A research team from the National Institute of Standards and Technology (NIST) has come up with a way to build safe, nontoxic gold wires onto flexible, thin plastic film. Their demonstration potentially opens the way for wearable electronic devices that monitor health.
"Overall this could be a major step in wearable sensor research," said NIST biomedical engineer Darwin Reyes-Hernandez.
Reyes-Hernandez was exploring a porous polyester membrane to see if its tiny holes could make it useful for separating different fluid components. He patterned some gold electrodes onto the membrane to create a simple device that would help with separations.
By complete chance, he twisted the plastic a few times and noticed the electrodes which covered numerous pores as they crisscrossed the surface still conducted electricity. This wasn't the case with nonporous membranes.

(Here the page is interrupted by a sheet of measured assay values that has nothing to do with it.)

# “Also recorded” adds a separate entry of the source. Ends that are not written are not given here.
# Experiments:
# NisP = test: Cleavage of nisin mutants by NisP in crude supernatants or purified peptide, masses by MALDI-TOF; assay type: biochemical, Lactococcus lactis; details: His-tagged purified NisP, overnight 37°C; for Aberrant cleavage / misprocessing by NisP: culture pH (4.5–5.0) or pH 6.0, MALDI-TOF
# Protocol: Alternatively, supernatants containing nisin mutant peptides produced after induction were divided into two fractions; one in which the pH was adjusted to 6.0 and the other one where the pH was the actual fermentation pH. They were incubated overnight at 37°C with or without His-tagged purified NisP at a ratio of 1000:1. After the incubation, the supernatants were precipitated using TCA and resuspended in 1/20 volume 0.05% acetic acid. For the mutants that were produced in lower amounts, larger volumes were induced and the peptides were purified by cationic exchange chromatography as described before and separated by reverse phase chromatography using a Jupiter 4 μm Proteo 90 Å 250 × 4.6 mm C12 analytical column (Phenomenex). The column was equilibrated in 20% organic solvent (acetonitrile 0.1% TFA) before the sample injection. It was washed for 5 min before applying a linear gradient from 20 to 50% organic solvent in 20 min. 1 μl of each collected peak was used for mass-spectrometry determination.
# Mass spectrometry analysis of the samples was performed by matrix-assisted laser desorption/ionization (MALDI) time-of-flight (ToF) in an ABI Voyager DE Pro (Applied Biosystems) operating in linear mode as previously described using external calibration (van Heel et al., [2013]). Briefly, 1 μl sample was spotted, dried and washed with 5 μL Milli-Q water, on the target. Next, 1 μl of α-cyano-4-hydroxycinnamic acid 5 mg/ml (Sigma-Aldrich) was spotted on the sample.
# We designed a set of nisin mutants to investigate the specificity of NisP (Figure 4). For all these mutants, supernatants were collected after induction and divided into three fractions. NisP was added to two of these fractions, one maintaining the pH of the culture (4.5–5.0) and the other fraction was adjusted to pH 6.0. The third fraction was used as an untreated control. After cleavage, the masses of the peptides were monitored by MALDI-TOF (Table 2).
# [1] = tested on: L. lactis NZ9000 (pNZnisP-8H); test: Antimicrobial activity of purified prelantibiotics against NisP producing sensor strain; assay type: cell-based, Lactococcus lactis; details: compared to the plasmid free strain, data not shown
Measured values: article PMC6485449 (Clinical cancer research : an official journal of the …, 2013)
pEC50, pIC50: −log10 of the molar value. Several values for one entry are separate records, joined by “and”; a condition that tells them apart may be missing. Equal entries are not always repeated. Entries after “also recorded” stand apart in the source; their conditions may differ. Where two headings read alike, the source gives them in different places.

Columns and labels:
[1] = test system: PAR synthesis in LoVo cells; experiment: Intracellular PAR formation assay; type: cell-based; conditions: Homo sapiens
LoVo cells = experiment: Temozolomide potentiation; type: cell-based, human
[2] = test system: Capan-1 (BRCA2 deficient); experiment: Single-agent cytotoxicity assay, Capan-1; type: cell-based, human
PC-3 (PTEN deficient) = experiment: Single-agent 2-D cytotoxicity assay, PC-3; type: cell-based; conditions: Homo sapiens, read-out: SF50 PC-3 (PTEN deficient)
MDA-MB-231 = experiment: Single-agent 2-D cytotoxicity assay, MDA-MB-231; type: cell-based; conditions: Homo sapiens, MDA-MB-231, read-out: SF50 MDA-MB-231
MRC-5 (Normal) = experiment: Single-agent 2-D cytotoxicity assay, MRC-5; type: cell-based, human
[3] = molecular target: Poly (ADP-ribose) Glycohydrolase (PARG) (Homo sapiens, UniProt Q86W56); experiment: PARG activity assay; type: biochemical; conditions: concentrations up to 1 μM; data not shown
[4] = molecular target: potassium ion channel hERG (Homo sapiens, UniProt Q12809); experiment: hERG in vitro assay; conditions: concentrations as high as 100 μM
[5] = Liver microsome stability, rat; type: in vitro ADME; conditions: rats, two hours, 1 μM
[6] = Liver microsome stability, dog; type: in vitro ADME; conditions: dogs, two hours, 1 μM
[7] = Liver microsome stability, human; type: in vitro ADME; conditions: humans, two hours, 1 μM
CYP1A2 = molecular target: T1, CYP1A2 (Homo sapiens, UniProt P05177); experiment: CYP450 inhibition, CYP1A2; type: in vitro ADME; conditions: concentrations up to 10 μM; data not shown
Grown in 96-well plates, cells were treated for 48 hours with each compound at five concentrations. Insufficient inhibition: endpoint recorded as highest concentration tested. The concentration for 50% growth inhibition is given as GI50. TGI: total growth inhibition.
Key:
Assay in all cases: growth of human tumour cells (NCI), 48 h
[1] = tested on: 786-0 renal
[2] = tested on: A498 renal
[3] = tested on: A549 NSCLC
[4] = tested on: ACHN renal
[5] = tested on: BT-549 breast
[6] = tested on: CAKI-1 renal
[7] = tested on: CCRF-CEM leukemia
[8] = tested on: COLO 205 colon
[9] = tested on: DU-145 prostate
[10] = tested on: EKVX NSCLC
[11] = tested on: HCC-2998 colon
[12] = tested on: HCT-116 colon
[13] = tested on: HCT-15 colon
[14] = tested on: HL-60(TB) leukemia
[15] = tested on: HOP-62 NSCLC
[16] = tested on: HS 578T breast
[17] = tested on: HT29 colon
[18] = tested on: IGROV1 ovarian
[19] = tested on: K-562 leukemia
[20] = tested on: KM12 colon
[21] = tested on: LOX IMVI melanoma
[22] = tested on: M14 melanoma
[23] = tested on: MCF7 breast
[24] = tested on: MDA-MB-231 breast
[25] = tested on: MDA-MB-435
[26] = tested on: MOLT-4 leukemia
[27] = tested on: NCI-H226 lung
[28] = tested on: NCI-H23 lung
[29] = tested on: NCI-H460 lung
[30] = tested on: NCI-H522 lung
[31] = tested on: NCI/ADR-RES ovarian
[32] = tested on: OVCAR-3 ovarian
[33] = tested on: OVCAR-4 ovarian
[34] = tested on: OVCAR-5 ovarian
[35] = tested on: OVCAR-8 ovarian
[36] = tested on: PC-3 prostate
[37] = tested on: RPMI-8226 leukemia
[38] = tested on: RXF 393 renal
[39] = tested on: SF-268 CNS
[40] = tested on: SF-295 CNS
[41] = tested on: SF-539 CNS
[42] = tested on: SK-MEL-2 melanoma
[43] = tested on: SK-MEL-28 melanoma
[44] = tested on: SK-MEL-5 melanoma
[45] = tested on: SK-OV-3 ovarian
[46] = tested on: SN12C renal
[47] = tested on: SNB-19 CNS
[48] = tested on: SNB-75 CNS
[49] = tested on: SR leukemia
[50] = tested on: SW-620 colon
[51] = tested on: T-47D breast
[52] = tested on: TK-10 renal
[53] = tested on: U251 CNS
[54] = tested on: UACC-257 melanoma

"Apparently the pores keep the gold from cracking as dramatically as usual," Reyes-Hernandez explained. "The cracks are so small that the gold still conducts well after bending."
According to the researchers, the electrodes show even higher conductivity than their counterparts on rigid surfaces – an unexpected benefit which cannot yet be explained.
"This thin membrane could fit into very small places," Reyes-Hernandez concluded. "Its flexibility and high conductivity make it a very special material."